For what it's worth, let me narrate experiences of mine which may have some relevance in the context of this discussion.
While on a visit to Japan in 1959, I met K V Paul, whom C Kesavan mentions in his autobiography "Jeevithasamaram". He was a senior colleague of Kesavan at a school at Palakkad where he had taught for a while before plunging into politics. He has written in glowing terms about Paul and before going to Japan I collected Paul's address from him. Paul had married a Japanese and settled down in Kobe as a businessman. I travelled to the city to meet him. He asked me what was the Japanese method of paddy cultivation, which was being promoted by the Govt of India at the time. I pleaded my ignorance about agrarian practices and said I presume that is the method followed in Japan. Where do you think the Japanese got it, he asked me. I again pleaded ignorance. He told me the Japanese method of paddy cultivation was exactly what was being done traditionally in Kerala. He claimed the Japanese were of Kerala origin. He pinpointed their place of origin as Thiruvilvamala, his own place. I asked if the Japanese are not supposed to be the product of the mixing of two streams of migrants, one from Malaya region and the other from Korea? Where do you think the Koreans came from, he asked. According to him, the Koreans too were of Kerala origin. I did not take Paul's claims seriously. A few months after the encounter with him in Kobe I was in the Asiana section of the library of the University of the Philippines and found there a small book titled Culture of Korea published by the Korean Association of Hawaii in 1901. Korea was under Japanese occupation at the time and the Koreans received little support for their struggle for freedom from the Japanese yoke as most people thought the Koreans are no different from the Japanese. The book carried a note by Dr Singman Rhee, who was president of the Korean Association of Hawaii, saying it was being published to give the world an idea of Korea's culture which was distinct from Japan's.. When I picked up the book Rhee was the President of South Korea.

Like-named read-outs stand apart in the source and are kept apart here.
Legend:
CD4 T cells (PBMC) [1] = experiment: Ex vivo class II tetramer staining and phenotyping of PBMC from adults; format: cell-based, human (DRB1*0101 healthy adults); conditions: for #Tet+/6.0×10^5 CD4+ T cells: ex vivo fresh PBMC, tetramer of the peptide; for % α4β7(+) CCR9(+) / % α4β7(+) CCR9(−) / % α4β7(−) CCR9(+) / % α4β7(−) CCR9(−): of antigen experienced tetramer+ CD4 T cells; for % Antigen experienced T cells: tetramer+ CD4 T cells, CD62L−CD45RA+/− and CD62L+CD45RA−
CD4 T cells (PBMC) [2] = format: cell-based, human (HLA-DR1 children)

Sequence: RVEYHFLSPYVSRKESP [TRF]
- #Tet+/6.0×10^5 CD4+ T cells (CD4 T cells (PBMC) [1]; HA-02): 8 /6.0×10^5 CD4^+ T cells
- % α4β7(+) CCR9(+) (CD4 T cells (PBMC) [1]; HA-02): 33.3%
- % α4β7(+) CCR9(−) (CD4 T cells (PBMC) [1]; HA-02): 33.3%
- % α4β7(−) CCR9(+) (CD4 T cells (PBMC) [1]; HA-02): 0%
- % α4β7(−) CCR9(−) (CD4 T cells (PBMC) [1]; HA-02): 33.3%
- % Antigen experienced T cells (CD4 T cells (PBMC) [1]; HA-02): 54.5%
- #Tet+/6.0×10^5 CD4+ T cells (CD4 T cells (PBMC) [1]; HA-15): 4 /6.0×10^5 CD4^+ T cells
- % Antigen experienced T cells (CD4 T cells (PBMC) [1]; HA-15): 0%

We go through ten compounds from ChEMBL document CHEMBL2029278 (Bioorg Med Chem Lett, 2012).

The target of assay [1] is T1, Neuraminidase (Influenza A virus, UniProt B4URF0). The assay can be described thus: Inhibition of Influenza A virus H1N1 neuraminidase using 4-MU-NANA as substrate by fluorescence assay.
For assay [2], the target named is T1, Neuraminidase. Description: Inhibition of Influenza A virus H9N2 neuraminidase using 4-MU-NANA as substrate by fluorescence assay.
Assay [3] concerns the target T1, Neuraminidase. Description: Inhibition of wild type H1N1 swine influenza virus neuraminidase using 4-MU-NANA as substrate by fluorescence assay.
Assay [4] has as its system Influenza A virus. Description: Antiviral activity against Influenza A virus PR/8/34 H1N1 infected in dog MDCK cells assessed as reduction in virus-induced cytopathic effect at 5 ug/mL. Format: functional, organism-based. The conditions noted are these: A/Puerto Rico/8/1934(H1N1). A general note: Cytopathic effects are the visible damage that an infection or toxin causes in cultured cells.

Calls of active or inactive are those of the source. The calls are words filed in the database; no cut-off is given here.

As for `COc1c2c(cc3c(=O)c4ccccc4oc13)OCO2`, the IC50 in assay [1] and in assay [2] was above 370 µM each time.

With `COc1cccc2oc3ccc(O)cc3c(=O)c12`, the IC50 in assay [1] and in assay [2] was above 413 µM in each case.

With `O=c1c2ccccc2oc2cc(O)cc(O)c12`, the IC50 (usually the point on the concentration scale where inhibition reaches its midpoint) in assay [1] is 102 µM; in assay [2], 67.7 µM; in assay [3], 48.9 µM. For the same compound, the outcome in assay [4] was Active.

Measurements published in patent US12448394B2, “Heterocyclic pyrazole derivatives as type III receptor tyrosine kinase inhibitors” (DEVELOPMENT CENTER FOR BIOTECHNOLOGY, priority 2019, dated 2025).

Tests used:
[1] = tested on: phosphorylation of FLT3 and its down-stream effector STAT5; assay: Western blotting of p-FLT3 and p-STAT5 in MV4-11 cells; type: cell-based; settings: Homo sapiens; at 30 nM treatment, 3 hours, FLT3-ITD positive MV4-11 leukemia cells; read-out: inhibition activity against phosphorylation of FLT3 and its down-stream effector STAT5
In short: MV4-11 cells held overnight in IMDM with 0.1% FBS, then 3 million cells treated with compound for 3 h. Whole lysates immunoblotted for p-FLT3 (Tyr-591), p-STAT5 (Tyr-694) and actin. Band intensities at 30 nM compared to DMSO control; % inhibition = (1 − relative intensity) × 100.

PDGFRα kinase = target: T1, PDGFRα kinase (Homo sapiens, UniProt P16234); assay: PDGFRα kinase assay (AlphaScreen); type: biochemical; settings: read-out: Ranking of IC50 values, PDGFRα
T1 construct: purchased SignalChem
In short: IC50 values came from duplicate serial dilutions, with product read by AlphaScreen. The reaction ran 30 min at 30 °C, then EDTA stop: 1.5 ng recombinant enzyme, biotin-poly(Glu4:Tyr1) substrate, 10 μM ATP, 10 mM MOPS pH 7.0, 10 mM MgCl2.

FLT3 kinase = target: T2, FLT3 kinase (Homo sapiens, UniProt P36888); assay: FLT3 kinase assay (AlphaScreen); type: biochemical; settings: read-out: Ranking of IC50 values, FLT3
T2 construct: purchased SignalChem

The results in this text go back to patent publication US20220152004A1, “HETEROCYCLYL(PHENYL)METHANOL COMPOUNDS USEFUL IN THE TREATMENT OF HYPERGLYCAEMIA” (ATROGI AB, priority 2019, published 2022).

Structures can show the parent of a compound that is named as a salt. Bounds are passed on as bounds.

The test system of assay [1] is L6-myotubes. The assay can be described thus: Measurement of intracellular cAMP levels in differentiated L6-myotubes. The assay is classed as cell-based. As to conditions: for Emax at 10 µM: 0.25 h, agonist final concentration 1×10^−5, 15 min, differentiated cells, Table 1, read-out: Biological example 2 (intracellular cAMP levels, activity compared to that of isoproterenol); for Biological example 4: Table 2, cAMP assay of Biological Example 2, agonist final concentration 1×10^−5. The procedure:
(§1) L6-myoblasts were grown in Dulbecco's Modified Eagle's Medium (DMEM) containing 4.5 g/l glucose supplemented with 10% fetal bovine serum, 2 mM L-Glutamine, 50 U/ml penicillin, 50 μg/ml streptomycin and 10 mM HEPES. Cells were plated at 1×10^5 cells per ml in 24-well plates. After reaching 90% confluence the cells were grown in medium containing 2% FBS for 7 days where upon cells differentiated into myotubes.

I flipped through the pages of the book and found this sentence under the heading Language: "The Korean Language belongs to the Dravidian group of languages spoken in the south of India."
The Japanese language is said to have affinity with Tamil. According to Japanese tradition, the first Japanese work of grammar was written by a Buddhist monk from India, who introduced in it elements from the grammar of Indian languages. Foreign scholars have pointed to similarities between Tamil and Hebrew on the one side and Tamil and Japanese on the other. I don't think there will be any academic studies on these subjects in India. Hindi-Sanskrit votaries will not want any studies which may show that Tamil had links with West Asian and East Asian languages which go back to an earlier period than that of the Indo-European languages. The Dravidian politicians do not want any studies that may establish links with other groups as it will explode the myth that the Dravidians, unlike the Aryans, sprang up on Indian soil.